It is my opinion that poverty is partially systemic. Our economic system depends on there being a pool of available workers (unemployed and underemployed). So as long as there is capitalism and a functioning free market, there will always be poor people. That being the case, we have a responsibility to make sure the basic needs of everyone are met. Increasingly in order to succeed in school and in life, Internet access isn't really a luxury.
Time and again, history has shown a healthy middle class is the best road to alleviate poverty on a grand scale.
Let me fix that for you:
Time and again history has shown the way to have a healthy middle class is to alleviate poverty on a grand scale.
shutup. just shut the fuck up. you neither know you are talking about, nor have any valid point to make. its not about solving the digital divide any more than the housing thing is about solving poverty. its been widely and clearly shown that there is an increase in opportunity and outcomes between homes with and home without internet access. you're essentially complaining about improving someones potential opportunities to enrich themselves and make their life better and maybe even get out of that housing you mock. but again, you have no valid point, so therefore theres little sense in talking sense, like pointing out to you that without subsidized housing many of these people would be on street, homeless, increasing both crime rates and homeless and deaths among the impoverished. Theoretically we are a civilized nation. But a civilized nation doesnt advocate intentionally making it harder if not impossible for those most disadvantaged to improve themselves, nor advocate for them to die quickly and get out of the way.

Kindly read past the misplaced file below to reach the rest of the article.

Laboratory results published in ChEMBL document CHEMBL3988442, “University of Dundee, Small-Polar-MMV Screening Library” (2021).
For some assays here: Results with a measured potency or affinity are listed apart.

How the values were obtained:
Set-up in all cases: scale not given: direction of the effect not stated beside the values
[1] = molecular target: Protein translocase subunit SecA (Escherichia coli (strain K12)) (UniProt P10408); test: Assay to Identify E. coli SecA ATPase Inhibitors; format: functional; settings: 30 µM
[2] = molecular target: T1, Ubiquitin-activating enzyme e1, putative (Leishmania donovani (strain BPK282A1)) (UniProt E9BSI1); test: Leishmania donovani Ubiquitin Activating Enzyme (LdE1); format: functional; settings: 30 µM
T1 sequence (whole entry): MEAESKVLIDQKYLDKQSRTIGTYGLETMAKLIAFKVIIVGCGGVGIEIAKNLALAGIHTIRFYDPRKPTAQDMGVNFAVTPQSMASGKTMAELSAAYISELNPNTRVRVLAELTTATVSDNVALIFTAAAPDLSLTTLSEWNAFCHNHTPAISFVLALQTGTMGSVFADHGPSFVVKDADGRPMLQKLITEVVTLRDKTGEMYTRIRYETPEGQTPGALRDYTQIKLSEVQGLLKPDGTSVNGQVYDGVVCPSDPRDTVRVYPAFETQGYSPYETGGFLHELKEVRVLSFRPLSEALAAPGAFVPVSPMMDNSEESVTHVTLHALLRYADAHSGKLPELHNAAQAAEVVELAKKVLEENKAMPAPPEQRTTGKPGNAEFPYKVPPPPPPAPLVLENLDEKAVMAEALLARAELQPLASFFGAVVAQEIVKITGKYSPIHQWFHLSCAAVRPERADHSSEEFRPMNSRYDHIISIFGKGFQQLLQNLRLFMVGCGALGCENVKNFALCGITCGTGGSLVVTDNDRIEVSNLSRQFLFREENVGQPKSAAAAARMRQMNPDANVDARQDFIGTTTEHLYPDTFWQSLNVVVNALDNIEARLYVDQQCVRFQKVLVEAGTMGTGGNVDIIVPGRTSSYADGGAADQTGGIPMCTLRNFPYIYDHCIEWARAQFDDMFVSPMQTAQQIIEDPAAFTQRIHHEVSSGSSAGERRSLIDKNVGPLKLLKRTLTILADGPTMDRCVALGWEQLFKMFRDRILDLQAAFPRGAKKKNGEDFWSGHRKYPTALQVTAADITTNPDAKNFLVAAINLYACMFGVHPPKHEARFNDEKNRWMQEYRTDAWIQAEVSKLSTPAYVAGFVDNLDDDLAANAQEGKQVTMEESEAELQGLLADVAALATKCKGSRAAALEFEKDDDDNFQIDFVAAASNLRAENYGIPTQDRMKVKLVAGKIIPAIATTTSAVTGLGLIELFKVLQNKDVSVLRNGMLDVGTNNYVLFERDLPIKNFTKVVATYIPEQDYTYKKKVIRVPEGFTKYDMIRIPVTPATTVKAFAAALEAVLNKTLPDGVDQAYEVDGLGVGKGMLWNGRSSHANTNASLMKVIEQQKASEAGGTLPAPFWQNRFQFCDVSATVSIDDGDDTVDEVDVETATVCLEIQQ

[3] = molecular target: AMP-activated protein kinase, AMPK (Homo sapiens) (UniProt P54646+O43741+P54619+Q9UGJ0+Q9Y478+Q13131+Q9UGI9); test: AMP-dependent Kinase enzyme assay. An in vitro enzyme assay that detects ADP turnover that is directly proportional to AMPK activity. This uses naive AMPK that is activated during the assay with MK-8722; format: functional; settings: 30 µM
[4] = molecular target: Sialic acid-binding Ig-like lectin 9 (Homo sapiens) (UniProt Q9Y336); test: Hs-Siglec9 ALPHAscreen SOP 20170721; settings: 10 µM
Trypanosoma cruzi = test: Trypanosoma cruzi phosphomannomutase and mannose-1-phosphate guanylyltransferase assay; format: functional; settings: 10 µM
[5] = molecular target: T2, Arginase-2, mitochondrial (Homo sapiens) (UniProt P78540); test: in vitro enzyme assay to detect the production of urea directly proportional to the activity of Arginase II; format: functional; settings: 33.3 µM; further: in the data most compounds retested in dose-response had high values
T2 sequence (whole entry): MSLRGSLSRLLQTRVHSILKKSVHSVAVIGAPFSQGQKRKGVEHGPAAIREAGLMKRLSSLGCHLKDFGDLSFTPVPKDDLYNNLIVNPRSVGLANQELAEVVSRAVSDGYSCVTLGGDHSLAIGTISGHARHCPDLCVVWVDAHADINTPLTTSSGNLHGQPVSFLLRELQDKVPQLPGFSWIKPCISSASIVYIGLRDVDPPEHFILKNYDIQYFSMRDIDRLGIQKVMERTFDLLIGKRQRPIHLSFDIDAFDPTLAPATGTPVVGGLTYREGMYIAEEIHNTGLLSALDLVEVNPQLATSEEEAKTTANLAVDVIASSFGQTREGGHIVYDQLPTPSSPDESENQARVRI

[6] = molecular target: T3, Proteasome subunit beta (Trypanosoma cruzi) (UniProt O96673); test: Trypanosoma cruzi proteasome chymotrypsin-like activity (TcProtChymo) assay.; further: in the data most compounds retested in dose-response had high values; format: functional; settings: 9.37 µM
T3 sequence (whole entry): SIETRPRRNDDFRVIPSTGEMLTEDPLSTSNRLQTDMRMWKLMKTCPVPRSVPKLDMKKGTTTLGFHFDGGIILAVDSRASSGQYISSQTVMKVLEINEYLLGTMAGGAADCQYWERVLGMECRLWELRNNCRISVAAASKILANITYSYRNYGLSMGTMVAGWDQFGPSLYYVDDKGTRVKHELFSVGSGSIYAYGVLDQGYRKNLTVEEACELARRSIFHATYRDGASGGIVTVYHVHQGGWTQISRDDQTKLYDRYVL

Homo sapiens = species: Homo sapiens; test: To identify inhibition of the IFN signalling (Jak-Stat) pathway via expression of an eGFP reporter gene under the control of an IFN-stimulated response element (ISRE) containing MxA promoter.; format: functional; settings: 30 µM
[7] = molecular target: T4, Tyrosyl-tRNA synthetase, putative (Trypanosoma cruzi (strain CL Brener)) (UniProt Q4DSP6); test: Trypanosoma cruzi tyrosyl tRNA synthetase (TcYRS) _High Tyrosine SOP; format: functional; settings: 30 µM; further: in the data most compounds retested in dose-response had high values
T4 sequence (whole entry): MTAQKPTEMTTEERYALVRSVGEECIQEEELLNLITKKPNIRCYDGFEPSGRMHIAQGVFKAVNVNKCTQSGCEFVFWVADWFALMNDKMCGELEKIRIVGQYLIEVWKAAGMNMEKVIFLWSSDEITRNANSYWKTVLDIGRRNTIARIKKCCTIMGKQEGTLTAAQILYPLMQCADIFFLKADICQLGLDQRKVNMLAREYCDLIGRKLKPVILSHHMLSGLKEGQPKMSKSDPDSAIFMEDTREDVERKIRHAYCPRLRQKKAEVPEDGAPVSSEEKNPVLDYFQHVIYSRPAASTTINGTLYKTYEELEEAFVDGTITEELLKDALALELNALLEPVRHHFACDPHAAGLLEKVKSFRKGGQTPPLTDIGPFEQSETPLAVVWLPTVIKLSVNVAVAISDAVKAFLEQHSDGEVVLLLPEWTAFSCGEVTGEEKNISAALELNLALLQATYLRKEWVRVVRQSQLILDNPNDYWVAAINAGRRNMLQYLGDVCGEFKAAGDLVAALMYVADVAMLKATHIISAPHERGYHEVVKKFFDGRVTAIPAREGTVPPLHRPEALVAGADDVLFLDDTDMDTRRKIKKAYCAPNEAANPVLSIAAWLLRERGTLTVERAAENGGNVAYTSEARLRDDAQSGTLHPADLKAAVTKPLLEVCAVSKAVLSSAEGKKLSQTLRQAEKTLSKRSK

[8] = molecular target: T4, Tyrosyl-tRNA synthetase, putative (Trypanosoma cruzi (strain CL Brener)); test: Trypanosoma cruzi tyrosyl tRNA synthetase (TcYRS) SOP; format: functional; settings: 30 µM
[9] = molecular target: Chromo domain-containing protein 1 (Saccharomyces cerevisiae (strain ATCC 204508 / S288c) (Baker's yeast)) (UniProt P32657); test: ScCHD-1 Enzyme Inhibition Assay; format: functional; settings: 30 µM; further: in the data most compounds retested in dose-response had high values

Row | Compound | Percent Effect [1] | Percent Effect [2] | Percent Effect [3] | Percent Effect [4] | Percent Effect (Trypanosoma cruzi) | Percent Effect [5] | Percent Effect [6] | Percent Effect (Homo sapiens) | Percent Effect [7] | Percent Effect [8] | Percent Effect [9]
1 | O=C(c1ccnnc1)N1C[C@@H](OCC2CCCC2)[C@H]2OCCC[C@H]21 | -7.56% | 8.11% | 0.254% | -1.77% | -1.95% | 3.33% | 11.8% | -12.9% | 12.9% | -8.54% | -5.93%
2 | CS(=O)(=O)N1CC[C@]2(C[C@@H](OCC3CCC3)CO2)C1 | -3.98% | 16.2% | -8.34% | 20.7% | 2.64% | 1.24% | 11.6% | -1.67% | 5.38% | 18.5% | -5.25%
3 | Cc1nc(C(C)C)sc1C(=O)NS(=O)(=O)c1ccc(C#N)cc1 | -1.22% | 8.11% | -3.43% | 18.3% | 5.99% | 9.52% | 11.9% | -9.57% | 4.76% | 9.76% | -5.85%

Well spoken, bro
If you don't recognize that in this society those without computer access are at a disadvantage, you are as stupid as you are uncaring.
Just take down everything permanently because it'll eventually infringe another corporati--excuse me, "non-human person"'s copyright in the future anyway.
I am a full-time chess coach for K-5 kids. I have over 200 students that I see every week. At first I though this article was going to address the very real demand for more skilled coaches in K-5 schools. Instead, the article is trying to push a software/hardware solution that would make it "easier" to adjudicate games and tournaments. This solution is addressing a problem that doesn't actually exist.
Here is the problem they present as an example: an 'argument' between two students about whether a position is checkmate. The presented solution: a variety of software/hardware that will make it easier to 'referee' the position. This is ridiculous. When two students are having an argument, figuring out whether there is checkmate on the board is usually the easiest problem to solve. Getting the students to calm down and be good sports is the hard part.